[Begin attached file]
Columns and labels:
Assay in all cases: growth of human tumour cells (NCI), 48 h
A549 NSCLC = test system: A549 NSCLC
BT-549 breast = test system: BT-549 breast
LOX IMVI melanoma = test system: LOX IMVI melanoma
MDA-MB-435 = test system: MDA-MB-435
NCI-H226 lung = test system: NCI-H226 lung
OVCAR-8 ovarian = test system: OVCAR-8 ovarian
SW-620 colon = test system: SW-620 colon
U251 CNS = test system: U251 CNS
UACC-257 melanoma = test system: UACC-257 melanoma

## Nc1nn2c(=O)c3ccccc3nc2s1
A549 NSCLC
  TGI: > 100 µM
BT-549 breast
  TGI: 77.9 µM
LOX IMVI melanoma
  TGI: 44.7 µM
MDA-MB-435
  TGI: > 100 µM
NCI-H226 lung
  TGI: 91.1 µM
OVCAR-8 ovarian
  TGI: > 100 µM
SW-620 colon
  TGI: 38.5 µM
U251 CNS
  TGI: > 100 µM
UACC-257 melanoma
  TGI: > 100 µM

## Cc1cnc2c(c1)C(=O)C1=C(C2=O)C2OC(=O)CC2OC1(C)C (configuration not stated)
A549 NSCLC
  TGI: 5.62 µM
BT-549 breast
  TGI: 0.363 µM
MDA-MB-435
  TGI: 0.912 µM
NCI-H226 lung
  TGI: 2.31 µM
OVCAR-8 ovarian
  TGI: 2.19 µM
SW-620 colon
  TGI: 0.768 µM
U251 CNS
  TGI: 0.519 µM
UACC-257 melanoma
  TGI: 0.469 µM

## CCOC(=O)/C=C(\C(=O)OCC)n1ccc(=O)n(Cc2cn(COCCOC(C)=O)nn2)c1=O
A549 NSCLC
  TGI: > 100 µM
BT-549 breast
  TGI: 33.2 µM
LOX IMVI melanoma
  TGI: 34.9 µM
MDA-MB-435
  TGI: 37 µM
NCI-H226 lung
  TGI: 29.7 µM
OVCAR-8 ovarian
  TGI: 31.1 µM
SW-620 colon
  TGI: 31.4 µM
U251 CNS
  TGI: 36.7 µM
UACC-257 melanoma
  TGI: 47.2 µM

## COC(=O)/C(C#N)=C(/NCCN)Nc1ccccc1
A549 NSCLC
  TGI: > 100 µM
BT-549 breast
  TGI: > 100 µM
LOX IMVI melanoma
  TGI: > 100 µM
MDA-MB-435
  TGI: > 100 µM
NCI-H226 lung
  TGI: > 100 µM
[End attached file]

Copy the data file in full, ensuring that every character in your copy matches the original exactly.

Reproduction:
Columns and labels:
Assay in all cases: growth of human tumour cells (NCI), 48 h
A549 NSCLC = test system: A549 NSCLC
BT-549 breast = test system: BT-549 breast
LOX IMVI melanoma = test system: LOX IMVI melanoma
MDA-MB-435 = test system: MDA-MB-435
NCI-H226 lung = test system: NCI-H226 lung
OVCAR-8 ovarian = test system: OVCAR-8 ovarian
SW-620 colon = test system: SW-620 colon
U251 CNS = test system: U251 CNS
UACC-257 melanoma = test system: UACC-257 melanoma

## Nc1nn2c(=O)c3ccccc3nc2s1
A549 NSCLC
  TGI: > 100 µM
BT-549 breast
  TGI: 77.9 µM
LOX IMVI melanoma
  TGI: 44.7 µM
MDA-MB-435
  TGI: > 100 µM
NCI-H226 lung
  TGI: 91.1 µM
OVCAR-8 ovarian
  TGI: > 100 µM
SW-620 colon
  TGI: 38.5 µM
U251 CNS
  TGI: > 100 µM
UACC-257 melanoma
  TGI: > 100 µM

## Cc1cnc2c(c1)C(=O)C1=C(C2=O)C2OC(=O)CC2OC1(C)C (configuration not stated)
A549 NSCLC
  TGI: 5.62 µM
BT-549 breast
  TGI: 0.363 µM
MDA-MB-435
  TGI: 0.912 µM
NCI-H226 lung
  TGI: 2.31 µM
OVCAR-8 ovarian
  TGI: 2.19 µM
SW-620 colon
  TGI: 0.768 µM
U251 CNS
  TGI: 0.519 µM
UACC-257 melanoma
  TGI: 0.469 µM

## CCOC(=O)/C=C(\C(=O)OCC)n1ccc(=O)n(Cc2cn(COCCOC(C)=O)nn2)c1=O
A549 NSCLC
  TGI: > 100 µM
BT-549 breast
  TGI: 33.2 µM
LOX IMVI melanoma
  TGI: 34.9 µM
MDA-MB-435
  TGI: 37 µM
NCI-H226 lung
  TGI: 29.7 µM
OVCAR-8 ovarian
  TGI: 31.1 µM
SW-620 colon
  TGI: 31.4 µM
U251 CNS
  TGI: 36.7 µM
UACC-257 melanoma
  TGI: 47.2 µM

## COC(=O)/C(C#N)=C(/NCCN)Nc1ccccc1
A549 NSCLC
  TGI: > 100 µM
BT-549 breast
  TGI: > 100 µM
LOX IMVI melanoma
  TGI: > 100 µM
MDA-MB-435
  TGI: > 100 µM
NCI-H226 lung
  TGI: > 100 µM